Islamabad, Pakistan — Tech giants Google, Facebook and Twitter have threatened to withdraw from Pakistan after the government issued new rules that give it more authority to control online content.
The government on Nov. 20 officially issued the Removal and Blocking of Unlawful Online Content (Procedure, Oversight and Safeguards) Rules 2020, which grant the Pakistan Telecommunications Authority (PTA) the power to remove or block access to “unlawful online content through any information system.”
The rules apply not only to social media platforms, but also to all internet service providers (ISPs). Social media companies and ISPs are now required to provide any information or data in decrypted, readable and comprehensible format if an investigation agency demands it.
The Asia Internet Coalition, an industry association whose members include Google, Facebook, Twitter and other global tech giants, released an extremely critical statement on Nov. 19 expressing its members’ alarm at the scope of the new law.
“The draconian data localization requirements will damage the ability of people to access a free and open internet and shut Pakistan’s digital economy off from the rest of the world. It’s chilling to see the PTA’s powers expanded, allowing them to force social media companies to violate established human rights norms on privacy and freedom of expression,” the statement reads.
Under the new rules, social media platforms with more than a half-million users in Pakistan must register with the PTA within nine months. A PTA spokesperson could not be reached for comment.
The rules state that ISPs and social media companies can be fined PKR 500 million ($3 million) for violating the new directives. ISPs and social media companies must also restrict hate speech, content inciting violence, pornography, terrorism and threats to national security.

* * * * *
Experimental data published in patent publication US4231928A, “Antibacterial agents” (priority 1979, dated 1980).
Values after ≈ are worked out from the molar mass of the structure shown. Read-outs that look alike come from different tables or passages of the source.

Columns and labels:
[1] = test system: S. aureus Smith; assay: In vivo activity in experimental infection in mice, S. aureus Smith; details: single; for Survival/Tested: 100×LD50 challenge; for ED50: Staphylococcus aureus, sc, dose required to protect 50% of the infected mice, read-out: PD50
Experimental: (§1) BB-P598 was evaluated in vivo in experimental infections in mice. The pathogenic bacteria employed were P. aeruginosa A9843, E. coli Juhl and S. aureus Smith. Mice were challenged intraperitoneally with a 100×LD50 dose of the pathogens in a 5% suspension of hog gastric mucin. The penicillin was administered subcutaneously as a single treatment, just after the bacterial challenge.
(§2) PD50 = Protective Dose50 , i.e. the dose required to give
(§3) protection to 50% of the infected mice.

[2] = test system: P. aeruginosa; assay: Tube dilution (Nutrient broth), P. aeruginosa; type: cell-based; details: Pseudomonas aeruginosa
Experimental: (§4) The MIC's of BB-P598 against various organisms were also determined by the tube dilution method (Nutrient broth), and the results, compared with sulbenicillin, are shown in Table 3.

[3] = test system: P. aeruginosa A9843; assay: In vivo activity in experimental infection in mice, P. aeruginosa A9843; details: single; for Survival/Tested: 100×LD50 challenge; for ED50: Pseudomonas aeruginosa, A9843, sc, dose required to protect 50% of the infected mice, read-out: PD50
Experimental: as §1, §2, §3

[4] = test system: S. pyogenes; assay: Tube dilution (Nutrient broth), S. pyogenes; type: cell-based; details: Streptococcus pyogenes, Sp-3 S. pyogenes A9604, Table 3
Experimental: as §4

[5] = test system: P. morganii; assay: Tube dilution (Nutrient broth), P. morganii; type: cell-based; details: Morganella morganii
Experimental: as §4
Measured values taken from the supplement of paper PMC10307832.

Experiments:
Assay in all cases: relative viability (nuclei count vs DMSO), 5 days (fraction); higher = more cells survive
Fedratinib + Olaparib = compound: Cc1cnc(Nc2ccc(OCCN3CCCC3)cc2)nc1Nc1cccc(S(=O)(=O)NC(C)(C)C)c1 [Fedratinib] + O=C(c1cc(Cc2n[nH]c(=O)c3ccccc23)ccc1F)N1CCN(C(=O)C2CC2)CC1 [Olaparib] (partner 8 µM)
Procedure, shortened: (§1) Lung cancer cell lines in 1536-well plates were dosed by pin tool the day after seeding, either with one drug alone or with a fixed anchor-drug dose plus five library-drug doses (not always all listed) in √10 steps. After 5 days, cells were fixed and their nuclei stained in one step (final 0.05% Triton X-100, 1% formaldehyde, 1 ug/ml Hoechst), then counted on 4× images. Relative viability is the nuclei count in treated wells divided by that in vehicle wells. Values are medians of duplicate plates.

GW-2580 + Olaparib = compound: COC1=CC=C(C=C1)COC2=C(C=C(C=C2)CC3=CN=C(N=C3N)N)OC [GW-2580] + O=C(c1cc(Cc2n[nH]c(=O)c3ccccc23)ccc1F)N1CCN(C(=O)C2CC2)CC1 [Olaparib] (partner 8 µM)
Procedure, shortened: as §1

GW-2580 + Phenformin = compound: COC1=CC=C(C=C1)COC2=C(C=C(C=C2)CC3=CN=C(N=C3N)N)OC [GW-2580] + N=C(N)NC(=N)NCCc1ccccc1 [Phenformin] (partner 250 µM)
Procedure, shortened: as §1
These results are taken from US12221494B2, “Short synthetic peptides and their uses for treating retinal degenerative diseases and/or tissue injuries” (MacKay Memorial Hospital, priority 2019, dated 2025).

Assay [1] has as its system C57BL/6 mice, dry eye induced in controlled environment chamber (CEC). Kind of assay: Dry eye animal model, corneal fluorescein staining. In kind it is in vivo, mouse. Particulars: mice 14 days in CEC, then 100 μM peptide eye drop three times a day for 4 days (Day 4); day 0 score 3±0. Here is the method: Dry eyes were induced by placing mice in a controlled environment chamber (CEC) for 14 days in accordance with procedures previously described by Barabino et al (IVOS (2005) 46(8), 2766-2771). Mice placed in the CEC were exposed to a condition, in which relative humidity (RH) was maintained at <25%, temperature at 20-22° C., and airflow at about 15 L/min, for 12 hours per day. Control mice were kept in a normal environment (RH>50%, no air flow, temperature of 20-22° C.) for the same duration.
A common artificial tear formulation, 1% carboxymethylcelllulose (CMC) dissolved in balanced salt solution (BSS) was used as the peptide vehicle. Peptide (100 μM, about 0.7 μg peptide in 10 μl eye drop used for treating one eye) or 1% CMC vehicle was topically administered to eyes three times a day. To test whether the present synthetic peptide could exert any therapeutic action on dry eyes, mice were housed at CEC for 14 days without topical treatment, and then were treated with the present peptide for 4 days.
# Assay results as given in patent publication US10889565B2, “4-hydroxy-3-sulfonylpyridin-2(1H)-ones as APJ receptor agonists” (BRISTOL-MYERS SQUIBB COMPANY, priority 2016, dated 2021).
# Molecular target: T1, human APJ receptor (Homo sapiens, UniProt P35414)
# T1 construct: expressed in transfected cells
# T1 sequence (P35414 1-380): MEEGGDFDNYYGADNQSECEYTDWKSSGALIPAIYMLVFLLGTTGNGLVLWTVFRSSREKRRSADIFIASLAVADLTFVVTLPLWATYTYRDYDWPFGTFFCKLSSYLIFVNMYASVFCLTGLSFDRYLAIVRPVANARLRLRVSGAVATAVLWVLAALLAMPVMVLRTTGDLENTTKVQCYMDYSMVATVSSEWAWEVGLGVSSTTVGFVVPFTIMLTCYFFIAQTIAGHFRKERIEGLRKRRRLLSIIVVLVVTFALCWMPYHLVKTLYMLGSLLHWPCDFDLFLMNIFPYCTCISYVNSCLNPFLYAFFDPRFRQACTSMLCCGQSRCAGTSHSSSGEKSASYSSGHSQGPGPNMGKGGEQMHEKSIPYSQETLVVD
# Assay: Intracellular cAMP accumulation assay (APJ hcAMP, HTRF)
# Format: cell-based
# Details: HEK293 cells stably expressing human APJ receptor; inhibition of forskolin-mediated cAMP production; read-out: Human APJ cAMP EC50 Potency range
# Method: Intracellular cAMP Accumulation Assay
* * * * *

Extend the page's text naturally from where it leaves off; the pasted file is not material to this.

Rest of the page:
The law states that the blocking of access to online content would be necessary in the interest of ”glory of Islam; integrity, security and defense of Pakistan; public order; and decency and morality.”
The rules indicate that in the near future Pakistan may promulgate a Data Protection Law, making it obligatory for ISPs and social media companies to have their database servers in Pakistan.
The rules also state that once the government reports an issue, the ISPs and social media companies must block access to unlawful content within six hours in case of emergency, otherwise within 24 hours.
Farieha Aziz, co-founder of Bolo Bhi, an organization that promotes digital rights, said that if AIC members withdraw from Pakistan, it would have a severe effect on the country’s economy.
“There are so many users earning their livelihoods from social platforms such as TikTok or YouTube,” she said. “If these companies decide to withdraw from Pakistan or are stopped from providing services what will happen to these users?”
Pakistan banned the popular Chinese app TikTok on Oct. 9 for allegedly sharing “indecent content.” China is an ally of Pakistan, and the ban was lifted later in the month after Tik Tok agreed to remove vulgar content.
“We suspect that these rules may create resistance and a conflict-type situation between the government and billion-dollar social media companies,” said Asad Baig, founder of Media Matters for Democracy, a Pakistan-based nonprofit that promotes freedom of expression.
“We are living in a global world, where if billion-dollar companies are doing business in your country, they also create an eco-system where local people also earn. What our policymakers are failing to understand is that we should be working with these companies to take advantage of their investments and services instead of making them accountable,” she said. “The companies would not be on the receiving end as Pakistan is a small fish and these companies have the whole world to do business with.”
The AIC said the government had promised consultation on the new rules, but that never happened.
Prime Minister Imran Khan’s government faced severe criticism inside and outside of Pakistan after publishing the first draft of the rules in February.
“The prime minister then initiated the consultative committee. There is a complete lack of transparency,” Aziz told Zenger News. “The power and the mandate of the committee were not to formulate rules but to give guidelines to the PTA to formulate rules. But here the committee itself has formulated rules.
“What our policymakers are failing to understand is that we should be working with these companies to take advantage of their investments and services instead of making them accountable,” she said. “The companies would not be on the receiving end as Pakistan is a small fish and these companies have the whole world to do business with.”
Pakistan was classified “not free” in the “Freedom on the Net 2020” report of Freedom House, a U.S. government-funded nonprofit.
“The online environment in Pakistan is tightly controlled by the government. Internet shutdowns, blocked websites, and arrests for activity online remain authorities’ preferred tactics in their effort to suppress unwanted speech,” Freedom House said in its report.
(Edited by Siddharthya Roy and Judith Isacoff)